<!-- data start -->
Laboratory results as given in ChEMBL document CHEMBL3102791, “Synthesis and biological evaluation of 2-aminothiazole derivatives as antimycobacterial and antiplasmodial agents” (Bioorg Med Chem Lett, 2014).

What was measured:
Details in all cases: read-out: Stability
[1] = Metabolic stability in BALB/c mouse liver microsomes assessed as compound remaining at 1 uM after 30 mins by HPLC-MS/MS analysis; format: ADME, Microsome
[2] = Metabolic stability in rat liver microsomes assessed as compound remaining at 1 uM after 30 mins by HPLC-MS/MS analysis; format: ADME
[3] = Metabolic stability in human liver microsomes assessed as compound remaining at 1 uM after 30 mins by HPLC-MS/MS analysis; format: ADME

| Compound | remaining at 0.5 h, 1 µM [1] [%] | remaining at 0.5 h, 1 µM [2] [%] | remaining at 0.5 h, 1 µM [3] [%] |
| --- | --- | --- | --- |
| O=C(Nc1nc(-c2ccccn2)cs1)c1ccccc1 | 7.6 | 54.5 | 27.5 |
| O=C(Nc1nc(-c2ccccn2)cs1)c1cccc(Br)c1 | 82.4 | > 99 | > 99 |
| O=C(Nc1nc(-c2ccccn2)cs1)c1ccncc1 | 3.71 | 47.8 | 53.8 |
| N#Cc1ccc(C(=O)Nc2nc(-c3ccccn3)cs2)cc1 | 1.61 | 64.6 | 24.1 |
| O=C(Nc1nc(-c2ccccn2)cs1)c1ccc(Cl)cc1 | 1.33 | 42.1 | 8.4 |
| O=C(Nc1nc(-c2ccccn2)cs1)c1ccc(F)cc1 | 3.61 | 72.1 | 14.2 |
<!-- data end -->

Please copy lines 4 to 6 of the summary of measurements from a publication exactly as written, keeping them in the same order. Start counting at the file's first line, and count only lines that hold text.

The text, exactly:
[1] = Metabolic stability in BALB/c mouse liver microsomes assessed as compound remaining at 1 uM after 30 mins by HPLC-MS/MS analysis; format: ADME, Microsome
[2] = Metabolic stability in rat liver microsomes assessed as compound remaining at 1 uM after 30 mins by HPLC-MS/MS analysis; format: ADME
[3] = Metabolic stability in human liver microsomes assessed as compound remaining at 1 uM after 30 mins by HPLC-MS/MS analysis; format: ADME